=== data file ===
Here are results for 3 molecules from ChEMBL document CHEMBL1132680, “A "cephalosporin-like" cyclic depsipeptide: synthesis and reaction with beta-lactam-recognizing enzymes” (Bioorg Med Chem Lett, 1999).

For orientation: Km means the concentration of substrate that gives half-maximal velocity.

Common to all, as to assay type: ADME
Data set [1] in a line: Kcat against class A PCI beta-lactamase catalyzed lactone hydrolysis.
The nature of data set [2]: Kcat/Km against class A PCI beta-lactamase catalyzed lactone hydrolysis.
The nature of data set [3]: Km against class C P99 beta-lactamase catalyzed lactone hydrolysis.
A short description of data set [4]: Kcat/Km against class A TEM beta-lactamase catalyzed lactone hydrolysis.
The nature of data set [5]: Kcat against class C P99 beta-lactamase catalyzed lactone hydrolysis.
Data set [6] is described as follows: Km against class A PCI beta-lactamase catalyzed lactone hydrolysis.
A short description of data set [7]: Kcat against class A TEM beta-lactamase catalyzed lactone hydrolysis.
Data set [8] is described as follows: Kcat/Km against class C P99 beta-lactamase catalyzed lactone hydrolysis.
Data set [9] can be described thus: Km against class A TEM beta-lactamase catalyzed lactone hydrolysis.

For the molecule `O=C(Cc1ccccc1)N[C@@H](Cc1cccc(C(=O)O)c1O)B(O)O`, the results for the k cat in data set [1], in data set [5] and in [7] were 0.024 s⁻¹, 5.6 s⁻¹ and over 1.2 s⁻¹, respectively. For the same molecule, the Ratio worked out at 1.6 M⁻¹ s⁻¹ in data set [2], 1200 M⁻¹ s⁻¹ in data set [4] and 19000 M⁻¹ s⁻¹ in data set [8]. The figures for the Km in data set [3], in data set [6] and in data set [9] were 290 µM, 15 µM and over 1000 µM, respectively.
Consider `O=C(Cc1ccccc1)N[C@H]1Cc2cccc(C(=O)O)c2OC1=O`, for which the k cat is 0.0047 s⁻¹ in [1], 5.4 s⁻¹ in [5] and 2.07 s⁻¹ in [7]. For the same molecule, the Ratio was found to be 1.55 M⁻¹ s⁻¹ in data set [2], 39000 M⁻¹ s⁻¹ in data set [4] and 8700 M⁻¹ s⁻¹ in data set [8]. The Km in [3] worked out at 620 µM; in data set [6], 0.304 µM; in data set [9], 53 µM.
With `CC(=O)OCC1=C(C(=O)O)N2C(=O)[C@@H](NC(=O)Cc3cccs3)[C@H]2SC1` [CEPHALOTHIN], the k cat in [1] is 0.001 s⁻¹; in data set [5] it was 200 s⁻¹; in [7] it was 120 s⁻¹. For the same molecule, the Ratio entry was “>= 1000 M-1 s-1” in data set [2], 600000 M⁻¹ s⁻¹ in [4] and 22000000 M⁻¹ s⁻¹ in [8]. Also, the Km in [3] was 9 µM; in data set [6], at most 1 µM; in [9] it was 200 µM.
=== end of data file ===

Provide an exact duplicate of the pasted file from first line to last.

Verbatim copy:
Here are results for 3 molecules from ChEMBL document CHEMBL1132680, “A "cephalosporin-like" cyclic depsipeptide: synthesis and reaction with beta-lactam-recognizing enzymes” (Bioorg Med Chem Lett, 1999).

For orientation: Km means the concentration of substrate that gives half-maximal velocity.

Common to all, as to assay type: ADME
Data set [1] in a line: Kcat against class A PCI beta-lactamase catalyzed lactone hydrolysis.
The nature of data set [2]: Kcat/Km against class A PCI beta-lactamase catalyzed lactone hydrolysis.
The nature of data set [3]: Km against class C P99 beta-lactamase catalyzed lactone hydrolysis.
A short description of data set [4]: Kcat/Km against class A TEM beta-lactamase catalyzed lactone hydrolysis.
The nature of data set [5]: Kcat against class C P99 beta-lactamase catalyzed lactone hydrolysis.
Data set [6] is described as follows: Km against class A PCI beta-lactamase catalyzed lactone hydrolysis.
A short description of data set [7]: Kcat against class A TEM beta-lactamase catalyzed lactone hydrolysis.
Data set [8] is described as follows: Kcat/Km against class C P99 beta-lactamase catalyzed lactone hydrolysis.
Data set [9] can be described thus: Km against class A TEM beta-lactamase catalyzed lactone hydrolysis.

For the molecule `O=C(Cc1ccccc1)N[C@@H](Cc1cccc(C(=O)O)c1O)B(O)O`, the results for the k cat in data set [1], in data set [5] and in [7] were 0.024 s⁻¹, 5.6 s⁻¹ and over 1.2 s⁻¹, respectively. For the same molecule, the Ratio worked out at 1.6 M⁻¹ s⁻¹ in data set [2], 1200 M⁻¹ s⁻¹ in data set [4] and 19000 M⁻¹ s⁻¹ in data set [8]. The figures for the Km in data set [3], in data set [6] and in data set [9] were 290 µM, 15 µM and over 1000 µM, respectively.
Consider `O=C(Cc1ccccc1)N[C@H]1Cc2cccc(C(=O)O)c2OC1=O`, for which the k cat is 0.0047 s⁻¹ in [1], 5.4 s⁻¹ in [5] and 2.07 s⁻¹ in [7]. For the same molecule, the Ratio was found to be 1.55 M⁻¹ s⁻¹ in data set [2], 39000 M⁻¹ s⁻¹ in data set [4] and 8700 M⁻¹ s⁻¹ in data set [8]. The Km in [3] worked out at 620 µM; in data set [6], 0.304 µM; in data set [9], 53 µM.
With `CC(=O)OCC1=C(C(=O)O)N2C(=O)[C@@H](NC(=O)Cc3cccs3)[C@H]2SC1` [CEPHALOTHIN], the k cat in [1] is 0.001 s⁻¹; in data set [5] it was 200 s⁻¹; in [7] it was 120 s⁻¹. For the same molecule, the Ratio entry was “>= 1000 M-1 s-1” in data set [2], 600000 M⁻¹ s⁻¹ in [4] and 22000000 M⁻¹ s⁻¹ in [8]. Also, the Km in [3] was 9 µM; in data set [6], at most 1 µM; in [9] it was 200 µM.